Media Needs to Do Better for Survivors
On Oct. 20, 21-year-old Alice Paquet accused Liberal MNA Gerry Sklavounos of having raped her in 2014.
The allegations were made during a vigil for recent sexual assaults at Université Laval, in Quebec City. Once the allegations were made, it did not take long for the media to start digging deep into Paquet’s sexual history—with the Journal de Québec claiming that she had worked as an escort in the past.
While I understand that media outlets strive to publish complete stories, in which all sides of an issue are represented, I believe that digging into Alice Paquet’s, or any other alleged sexual assault survivor’s sexual past, is as unnecessary as it is unacceptable.
Whether Alice Paquet worked as an escort or not, whether she has had dozens of different sexual partners or not, whether she went along with Gerry Sklavounos to a certain extent or not, her body and sexuality are hers and hers alone. Absolutely no one has the right to them without her consent. Sexual consent applies to everybody, and it is essential to respect consent, no matter the situation. And that consent can be retracted at any time during a sexual encounter.
There is no law or rule stating that once you start, you have to finish. That decision rests entirely upon the people involved. One cannot assume that, because their partner did not explicitly refuse their advances, or was drunk, or has had sexual relations with them in the past, they have some kind of inherent, automatic access to the other’s body.
Paquet has been criticized for making slight modifications to her story, or for retracting certain statements. The media has played heavily on that, trying to make her inconsistencies as obvious as possible.
An article by Sophie Durocher, published in the Journal de Montréal a few days after Paquet came forward, lists question upon question about Paquet’s claims, almost making it seem like an interrogation. It is an excellent example of how deeply the media tends to scrutinize alleged assault victims.
Paquet has said she is not sure how clear her refusal of Sklavounos’ advances had been. She has stated that, while her memories of the events were a little fuzzy, she definitely did not say “yes” to everything. And that is an important lesson about consent—if a person does not say yes, it means no.
Paquet does admit that she consented for a while. This applies to many sexual assault cases. Many survivors gave consent up until a certain point, but would have preferred not to go any further. A kiss is not a binding contract. Following someone to their room does not imply that you are handing yourself over to them completely. And, as I’ve said before, consent can be retracted at any time.
The media acted rather tactlessly in releasing information about Paquet’s sexual history to the public, but they are not solely responsible. This whole event ties into a much broader problem, one that has been at the forefront of recent news in Quebec. Following the events at Université Laval and the allegations against Sklavounos, rape culture has been brought up incessantly, and with good reason.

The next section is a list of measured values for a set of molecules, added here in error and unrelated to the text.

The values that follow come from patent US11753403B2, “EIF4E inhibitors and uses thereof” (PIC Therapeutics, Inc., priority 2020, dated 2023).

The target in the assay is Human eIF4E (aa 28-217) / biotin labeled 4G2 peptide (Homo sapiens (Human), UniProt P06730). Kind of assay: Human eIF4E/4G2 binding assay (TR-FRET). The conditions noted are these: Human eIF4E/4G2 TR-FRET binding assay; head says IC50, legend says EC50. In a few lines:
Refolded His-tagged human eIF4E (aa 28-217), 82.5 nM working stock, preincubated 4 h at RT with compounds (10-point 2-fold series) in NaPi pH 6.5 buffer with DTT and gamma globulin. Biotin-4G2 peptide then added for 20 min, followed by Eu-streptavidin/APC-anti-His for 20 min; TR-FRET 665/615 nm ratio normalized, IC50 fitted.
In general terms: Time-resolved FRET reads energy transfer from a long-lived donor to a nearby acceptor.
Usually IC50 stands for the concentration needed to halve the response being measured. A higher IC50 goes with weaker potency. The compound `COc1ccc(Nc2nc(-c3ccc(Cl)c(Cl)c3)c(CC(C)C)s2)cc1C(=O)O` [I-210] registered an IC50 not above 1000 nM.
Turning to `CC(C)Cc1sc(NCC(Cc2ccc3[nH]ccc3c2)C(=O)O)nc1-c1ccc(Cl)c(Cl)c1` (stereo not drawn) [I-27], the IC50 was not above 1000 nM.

Amongst other things, rape culture perpetuates the harmful myth that assault survivors are to blame for being attacked. The scrutiny that the media and society subject sexual assault survivors to is constant, and sometimes even surpasses the attention given to their attackers—which is problematic, to say the least. Time and time again, society seems to have an easier time believing an alleged attacker’s innocence than a survivor—or even multiple survivors—when they claim to have been assaulted.
We live in a country where people are innocent until proven guilty. It is part of our democratic process, and I understand why the media is trying to present a balanced view of the Sklavounos-Paquet situation. After all, no formal charges have yet been laid on Sklavounos and it is not up to the media to condemn him. But bringing the alleged victim’s sexual past into the equation is not only irrelevant, it seems like an attempt to undermine her credibility.
The general skepticism toward sexual violence survivors who choose to come forth about their assaults is a major problem. In 2014, only five per cent of sex crimes were reported to the police in Canada. Only three out of every 1,000 of those crimes ended in a sentencing. In 2013, 78.1 per cent of sexual assault victims in Quebec were women, which speaks volumes about how present sexism still is in our culture, despite those who might argue otherwise.
Even survivors who do speak out and report their sexual assaults are often subjected to incessant questioning about their previous sexual encounters. Women are repeatedly asked the same ridiculous questions like, “What were you wearing when you were attacked?”
As if showing a little skin is enough to justify someone violating one’s body. As if being dressed “provocatively” constitutes consent. Being covered from head to toe does not mean consent, just as being completely naked does not mean consent. Nothing justifies sexual assault, end of story. Rape survivors are too often made out as having “asked for it,” as if they bear some kind of responsibility in regards to what happened to them.
Sexual assault, by definition, is never the survivor’s fault, but the media’s handling of Alice Paquet’s case reinforces the opposite idea.
I myself do not have the authority to decide whether or not Gerry Sklavounos is guilty, though Paquet’s reports and other claims from ex-colleagues of sexually inappropriate behaviour do not paint him in the brightest light. But I profoundly denounce the way in which Paquet has been represented by the media.
This kind of intrusion upon her intimate past is just further proof that we have a long way to go in terms of eradicating rape culture and sexism.